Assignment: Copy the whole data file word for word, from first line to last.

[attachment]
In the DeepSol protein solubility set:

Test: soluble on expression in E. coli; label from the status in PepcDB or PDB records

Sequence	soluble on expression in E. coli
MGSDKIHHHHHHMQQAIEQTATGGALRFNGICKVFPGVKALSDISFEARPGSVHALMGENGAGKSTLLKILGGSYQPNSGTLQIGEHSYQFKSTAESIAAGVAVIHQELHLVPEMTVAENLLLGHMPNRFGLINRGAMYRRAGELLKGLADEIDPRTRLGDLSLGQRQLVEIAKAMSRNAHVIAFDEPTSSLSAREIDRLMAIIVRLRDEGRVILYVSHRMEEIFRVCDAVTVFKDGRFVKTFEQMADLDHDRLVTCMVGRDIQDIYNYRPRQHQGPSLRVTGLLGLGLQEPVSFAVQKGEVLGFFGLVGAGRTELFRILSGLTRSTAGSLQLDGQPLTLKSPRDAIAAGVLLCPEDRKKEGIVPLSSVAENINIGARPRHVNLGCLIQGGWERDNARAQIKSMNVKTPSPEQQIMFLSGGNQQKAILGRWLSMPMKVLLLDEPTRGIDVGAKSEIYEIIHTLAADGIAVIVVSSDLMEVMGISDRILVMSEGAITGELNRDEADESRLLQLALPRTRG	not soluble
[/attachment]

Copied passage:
In the DeepSol protein solubility set:

Test: soluble on expression in E. coli; label from the status in PepcDB or PDB records

Sequence	soluble on expression in E. coli
MGSDKIHHHHHHMQQAIEQTATGGALRFNGICKVFPGVKALSDISFEARPGSVHALMGENGAGKSTLLKILGGSYQPNSGTLQIGEHSYQFKSTAESIAAGVAVIHQELHLVPEMTVAENLLLGHMPNRFGLINRGAMYRRAGELLKGLADEIDPRTRLGDLSLGQRQLVEIAKAMSRNAHVIAFDEPTSSLSAREIDRLMAIIVRLRDEGRVILYVSHRMEEIFRVCDAVTVFKDGRFVKTFEQMADLDHDRLVTCMVGRDIQDIYNYRPRQHQGPSLRVTGLLGLGLQEPVSFAVQKGEVLGFFGLVGAGRTELFRILSGLTRSTAGSLQLDGQPLTLKSPRDAIAAGVLLCPEDRKKEGIVPLSSVAENINIGARPRHVNLGCLIQGGWERDNARAQIKSMNVKTPSPEQQIMFLSGGNQQKAILGRWLSMPMKVLLLDEPTRGIDVGAKSEIYEIIHTLAADGIAVIVVSSDLMEVMGISDRILVMSEGAITGELNRDEADESRLLQLALPRTRG	not soluble